We Are City hosts final summit 

click to enlarge We Are City co-founders address the audience at last year's SUMMIT. (From left to right, Michael Kaufmann, Tim Carter and John Beeler.) - TESSA TILLETT PHOTOGRAPHY
  • We Are City co-founders address the audience at last year's SUMMIT. (From left to right, Michael Kaufmann, Tim Carter and John Beeler.)
  • Tessa Tillett Photography

What kind of Indianapolis do you want to live in? What projects and ideas might inspire how we move forward as a community? What can we learn from other cities about who and what we want to be?

Get some ideas at the next — and final — We Are City Summit at the Indiana History Center on August 21. The founders say the half-day conference will be their third and last summit, as they endeavor to terminate gracefully and continue their efforts through other viable endeavors.

“As an organization, which is at its best ad hoc, it wasn’t sustainable without getting bigger,” says John Beeler, one of the co-founders of We Are City. “In order to grow, we’d have to take ourselves more seriously. We decided to shut it down and see what else we could involve ourselves with.”

The idea of terminating gracefully comes from the Unix philosophy of software development, which has driven We Are City from its inception about three years ago. The philosophy also encourages adherents to write programs that connect and “talk” to one another, a useful metaphor for cities and the Summit itself.

As for the topics to be presented at the upcoming conference, Beeler says the organizers choose presenters based on their work and who they are, rather than specific subjects, which creates an element of surprise for attendees.

“It’s a very people-driven decision,” Beeler says. “We don’t know what the speakers are going to talk about. You could see a trainwreck. But that’s never happened.”

A trainwreck seems unlikely with the Summit’s roster of diverse talent, who will likely talk in the arenas of urban development, civic engagement and art.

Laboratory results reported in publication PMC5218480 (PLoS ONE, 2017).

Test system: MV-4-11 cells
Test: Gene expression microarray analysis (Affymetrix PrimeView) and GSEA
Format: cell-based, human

“There’s an underlying recognition that cities are this incredibly complex places,” says Phyllis Boyd, an Indianapolis-based landscape architect with Green3 who is scheduled to speak. “If we’re really going to try to improve our city, we’re going to have to look at it from all these different angles. We are City is open to all the different ways you can look at the city and interact with the city.”

click to enlarge Samantha Cross returns as emcee for the 2014 We Are City SUMMIT. - TESSA TILLETT PHOTOGRAPHY
  • Samantha Cross returns as emcee for the 2014 We Are City SUMMIT.
  • Tessa Tillett Photography

Boyd says she plans to share some of the processes behind the environmental planning and design work of Green 3, which works with communities, nonprofits and municipalities on projects like the ongoing Delaware Street Gateway in Mapleton-Fall Creek. “I’ll look at this wider issue of how you go about moving from vision to built work,” she says.

Expect to hear from a range of other local movers and shakers, like Sarah Green, art curator and founder of PBS’ The Art Assignment, a collaborative video and art project that challenges viewers to take on creative challenges and share them via social media.

Other participants include Ryan Gravel, an urban designer working to create a chain of connected green spaces in Atlanta called the BeltLine; Nettrice Gaskins, an artist and digital media expert at Georgia Tech; Bryce Johnson, a staff scientist with the Exploratorium in San Francisco; artist Matthew Skjonsberg of the Laboratory of Urbanism in Lusanne, Switzerland; Claudia Folska, a transportation expert from Denver; and Brooklyn-based artists Jace Clayton and Rocio Rodriguez Salceda, who also completed Indianapolis residencies through We Are City’s IMPORT program last year.

Who has attended the Summit in the past two years? “People who are community-minded,” says Ryan Puckett, who helps promote the event. “It’s a mix of people who are interested in architecture, also just basic city improvement. Somebody who would get into transit development, someone who would be interested in bringing more art to the city, people who are interested in sustainability — it runs the gamut.”

If you’ve never been to the Summit before, expect something a little different than your typical academic or professional conference. There will be opportunities for audience to engage and participate.

“We try to offer plenty of time for people to interact and not sit there all day,” Puckett says. He also promises fortune cookies will be involved.

For fans of the Summit’s popular biweekly BRIEFING email, it will also come to an end within a month or two. The email, which began as an electronic missalette to promote the first Summit, grew from six subscribers to more than 1,400, and offers highlights of various projects, ideas and initiatives related to city-building in Indianapolis and around the world.

Tickets for the Summit, presented by Indianapolis Downtown, Inc., cost $20 for the general public, $15 for students, and $25 at the door, though last year advanced tickets sold out. But even if online tickets appear sold out, organizers indicate they’ll try to accommodate anyone who shows up on the day of the event.

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